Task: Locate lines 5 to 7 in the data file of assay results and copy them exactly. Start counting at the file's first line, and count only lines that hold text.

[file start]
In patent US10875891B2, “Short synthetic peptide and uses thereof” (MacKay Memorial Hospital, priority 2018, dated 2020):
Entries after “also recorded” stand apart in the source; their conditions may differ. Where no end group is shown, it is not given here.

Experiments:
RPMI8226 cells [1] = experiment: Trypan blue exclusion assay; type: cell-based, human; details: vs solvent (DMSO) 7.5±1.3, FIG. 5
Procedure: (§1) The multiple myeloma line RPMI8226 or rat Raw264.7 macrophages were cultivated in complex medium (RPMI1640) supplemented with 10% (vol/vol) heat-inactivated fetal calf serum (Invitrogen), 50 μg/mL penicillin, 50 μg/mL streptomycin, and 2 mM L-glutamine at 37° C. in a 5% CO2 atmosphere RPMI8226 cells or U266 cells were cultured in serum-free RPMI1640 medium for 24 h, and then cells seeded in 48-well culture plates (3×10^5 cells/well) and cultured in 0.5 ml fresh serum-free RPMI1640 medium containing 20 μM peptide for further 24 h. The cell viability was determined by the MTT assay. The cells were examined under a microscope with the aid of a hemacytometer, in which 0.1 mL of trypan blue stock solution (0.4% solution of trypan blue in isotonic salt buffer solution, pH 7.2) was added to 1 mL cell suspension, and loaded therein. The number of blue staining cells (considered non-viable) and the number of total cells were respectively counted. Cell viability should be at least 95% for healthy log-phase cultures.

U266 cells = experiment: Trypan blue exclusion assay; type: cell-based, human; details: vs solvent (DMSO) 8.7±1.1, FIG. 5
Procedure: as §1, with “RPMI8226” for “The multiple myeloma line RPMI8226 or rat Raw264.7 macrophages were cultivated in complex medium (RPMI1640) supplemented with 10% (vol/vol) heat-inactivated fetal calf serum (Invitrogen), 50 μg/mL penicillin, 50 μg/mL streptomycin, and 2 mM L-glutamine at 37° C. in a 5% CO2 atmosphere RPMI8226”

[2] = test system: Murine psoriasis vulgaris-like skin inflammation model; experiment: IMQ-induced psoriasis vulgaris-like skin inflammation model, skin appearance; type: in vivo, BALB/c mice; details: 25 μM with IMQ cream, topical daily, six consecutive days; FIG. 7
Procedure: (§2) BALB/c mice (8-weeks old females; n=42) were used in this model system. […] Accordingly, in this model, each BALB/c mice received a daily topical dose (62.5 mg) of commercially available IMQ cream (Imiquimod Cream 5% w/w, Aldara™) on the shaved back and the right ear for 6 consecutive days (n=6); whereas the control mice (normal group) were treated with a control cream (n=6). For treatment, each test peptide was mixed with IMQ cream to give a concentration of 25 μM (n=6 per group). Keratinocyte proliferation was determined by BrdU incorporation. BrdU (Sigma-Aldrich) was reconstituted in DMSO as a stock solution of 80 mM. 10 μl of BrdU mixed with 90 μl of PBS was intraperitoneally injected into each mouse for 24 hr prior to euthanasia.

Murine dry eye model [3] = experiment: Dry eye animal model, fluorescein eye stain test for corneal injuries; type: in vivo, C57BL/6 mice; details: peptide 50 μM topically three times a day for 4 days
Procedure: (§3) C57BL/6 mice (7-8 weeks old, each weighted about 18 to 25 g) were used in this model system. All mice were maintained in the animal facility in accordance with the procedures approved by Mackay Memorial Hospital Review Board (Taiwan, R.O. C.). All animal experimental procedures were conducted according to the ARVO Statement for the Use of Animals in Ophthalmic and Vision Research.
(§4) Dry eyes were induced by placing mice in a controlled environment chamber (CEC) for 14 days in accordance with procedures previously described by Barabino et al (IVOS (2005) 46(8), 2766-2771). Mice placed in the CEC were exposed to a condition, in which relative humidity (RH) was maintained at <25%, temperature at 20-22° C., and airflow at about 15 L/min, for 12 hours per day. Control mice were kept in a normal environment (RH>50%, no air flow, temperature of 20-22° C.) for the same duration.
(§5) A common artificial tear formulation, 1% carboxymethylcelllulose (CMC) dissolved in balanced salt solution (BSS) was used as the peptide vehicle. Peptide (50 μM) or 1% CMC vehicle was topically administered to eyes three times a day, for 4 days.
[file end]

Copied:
Procedure: (§1) The multiple myeloma line RPMI8226 or rat Raw264.7 macrophages were cultivated in complex medium (RPMI1640) supplemented with 10% (vol/vol) heat-inactivated fetal calf serum (Invitrogen), 50 μg/mL penicillin, 50 μg/mL streptomycin, and 2 mM L-glutamine at 37° C. in a 5% CO2 atmosphere RPMI8226 cells or U266 cells were cultured in serum-free RPMI1640 medium for 24 h, and then cells seeded in 48-well culture plates (3×10^5 cells/well) and cultured in 0.5 ml fresh serum-free RPMI1640 medium containing 20 μM peptide for further 24 h. The cell viability was determined by the MTT assay. The cells were examined under a microscope with the aid of a hemacytometer, in which 0.1 mL of trypan blue stock solution (0.4% solution of trypan blue in isotonic salt buffer solution, pH 7.2) was added to 1 mL cell suspension, and loaded therein. The number of blue staining cells (considered non-viable) and the number of total cells were respectively counted. Cell viability should be at least 95% for healthy log-phase cultures.

U266 cells = experiment: Trypan blue exclusion assay; type: cell-based, human; details: vs solvent (DMSO) 8.7±1.1, FIG. 5
Procedure: as §1, with “RPMI8226” for “The multiple myeloma line RPMI8226 or rat Raw264.7 macrophages were cultivated in complex medium (RPMI1640) supplemented with 10% (vol/vol) heat-inactivated fetal calf serum (Invitrogen), 50 μg/mL penicillin, 50 μg/mL streptomycin, and 2 mM L-glutamine at 37° C. in a 5% CO2 atmosphere RPMI8226”